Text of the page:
By Andrew Rudansky
Coach Meg Preiss stands feet from the pool, arms crossed, analyzing and dissecting each and every movement of the three swimmers in the water. Occasionally Priess tells the girls to straighten their arms, or keep up with the timing. She asks for near perfection.
In the water Shaina Preiss, Catherine Musnicki and Keriann Fitzpatrick and Audrey Sinclair, all members of the East Hampton Synchronized Swimming Team, practice diligently for their upcoming meet. A classical composition plays in the background as the swimmers display their aquatic acrobatics. Musnicki, age 15, a Sag Harbor native, says of the team that they are “not at a professional level yet, but they are definitely getting better all the time.”Â
The three girls were practicing for the Synchronized Swimming East Zone Championships held last weekend at Salem University. This is not the first competition the “Synchro-Swans” have competed in; far from it, they have travelled across the country to places like Ohio, Indiana, Connecticut, New Jersey, New York and Washington. Later in the month they will be heading to Gainesville, Florida to compete in nationals.
Musnicki says that they are “hoping to place in the top four” at the East Zone Championships at Salem. Not all the girls are as certain as Musnicki however. Fitzpatrick, age 14, also a Sag Harbor native said, “It is very, very nerve racking.”
The synchronized swimming competition the team was heading to was adjudicated over by five judges. The judges sit on all sides of the pool and look for difficulty, timing and synchronism, deducting points for mistakes and touching the bottom or sides of the pool. The individual judges give a rough score out of 10, and after all the scores are compiled and averaged out, a final score of up to 100 is given for the performance.
“It’s probably a bit harder than a regular swimming race, because of the different personalities involved,” said Preiss. The swimmers not only have to be athletically competent but they need to swim in perfect synch; and to be a successful team, each of the members need to really know the other members of the team. Preiss said that team dynamics need to be pitch perfect to win.
Despite the pressure of the competition the team seems generally relaxed. They break into laughter when they talk about Knox. Knox is a hair gel used by the team to keep their hair from getting in the way while they perform. Fitzpatrick calls the gel “unflavored Jell-O,” and said that all the swimmers in competition use it. She laments that it is hard to get out of your hair but says it is worth it since it is “pretty much waterproof.”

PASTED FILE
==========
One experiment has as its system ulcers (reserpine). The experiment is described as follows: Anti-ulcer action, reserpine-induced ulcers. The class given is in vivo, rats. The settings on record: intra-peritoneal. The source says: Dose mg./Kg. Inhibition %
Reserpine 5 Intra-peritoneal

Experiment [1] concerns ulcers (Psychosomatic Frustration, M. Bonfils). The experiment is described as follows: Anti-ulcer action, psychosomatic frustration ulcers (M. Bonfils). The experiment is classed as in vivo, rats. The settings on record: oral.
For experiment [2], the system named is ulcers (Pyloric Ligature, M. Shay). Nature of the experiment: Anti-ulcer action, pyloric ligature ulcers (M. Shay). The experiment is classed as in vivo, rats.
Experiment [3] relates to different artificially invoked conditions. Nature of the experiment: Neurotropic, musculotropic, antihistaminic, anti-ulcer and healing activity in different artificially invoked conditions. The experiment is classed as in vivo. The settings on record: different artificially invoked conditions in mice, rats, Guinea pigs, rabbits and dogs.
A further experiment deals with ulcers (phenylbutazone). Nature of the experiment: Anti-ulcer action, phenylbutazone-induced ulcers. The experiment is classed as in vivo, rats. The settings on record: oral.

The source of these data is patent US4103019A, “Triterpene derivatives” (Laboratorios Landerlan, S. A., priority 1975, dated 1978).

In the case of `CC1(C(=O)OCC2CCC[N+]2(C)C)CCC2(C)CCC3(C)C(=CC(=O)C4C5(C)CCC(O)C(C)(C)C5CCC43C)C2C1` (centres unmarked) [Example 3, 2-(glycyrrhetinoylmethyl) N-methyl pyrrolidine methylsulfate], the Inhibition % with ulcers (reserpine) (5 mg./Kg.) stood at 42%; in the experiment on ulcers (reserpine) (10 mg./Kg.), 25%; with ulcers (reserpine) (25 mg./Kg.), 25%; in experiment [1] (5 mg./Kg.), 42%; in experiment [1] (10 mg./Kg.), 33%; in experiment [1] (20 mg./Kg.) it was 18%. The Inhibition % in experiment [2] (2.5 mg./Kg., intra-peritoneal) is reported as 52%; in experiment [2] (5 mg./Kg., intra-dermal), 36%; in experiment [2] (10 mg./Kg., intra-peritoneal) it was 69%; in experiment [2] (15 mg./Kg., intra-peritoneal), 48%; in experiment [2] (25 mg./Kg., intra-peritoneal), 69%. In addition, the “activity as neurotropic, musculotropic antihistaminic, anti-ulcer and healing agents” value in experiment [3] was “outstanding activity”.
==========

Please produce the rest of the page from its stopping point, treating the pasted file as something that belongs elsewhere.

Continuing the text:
Preiss has been coaching the synchronized swimming since the East Hampton YMCA RECenter opened in 2000, and in the past nine years she has seen the team evolve. The synchronized swim program was the first recreational program at the East Hampton YMCA RECenter and the coach said the program has seen “its ups and downs.”
Preiss has her team practice six days in preparation for competition.
“Effort? I couldn’t ask for more from these girls…I am very proud of my girls.” Beaming, Preiss says that any of the swimmers on her team who want to go to nationals have made it into the competition.
At Salem University the “Synchro-Swans” competed in both solo and team performances. Preiss said she is perhaps the most nervous of the group, adding, “We are a judged sport…and we need to ask ourselves after every performance ‘did I swim my personal best?’”
At last weekend’s event Keriann Fitzpatrick placed third in the solo competition, and sixth in figures. Catherine Musnicki and Audrey Sinclair placed fourth in the duet, and in the trio competition Fitzpatrick, Musnicki and Sinclair placed third.
Preiss said of the results, “They still have a lot of room for improvement before they swim at Gainesville, Florida at the end of the month.”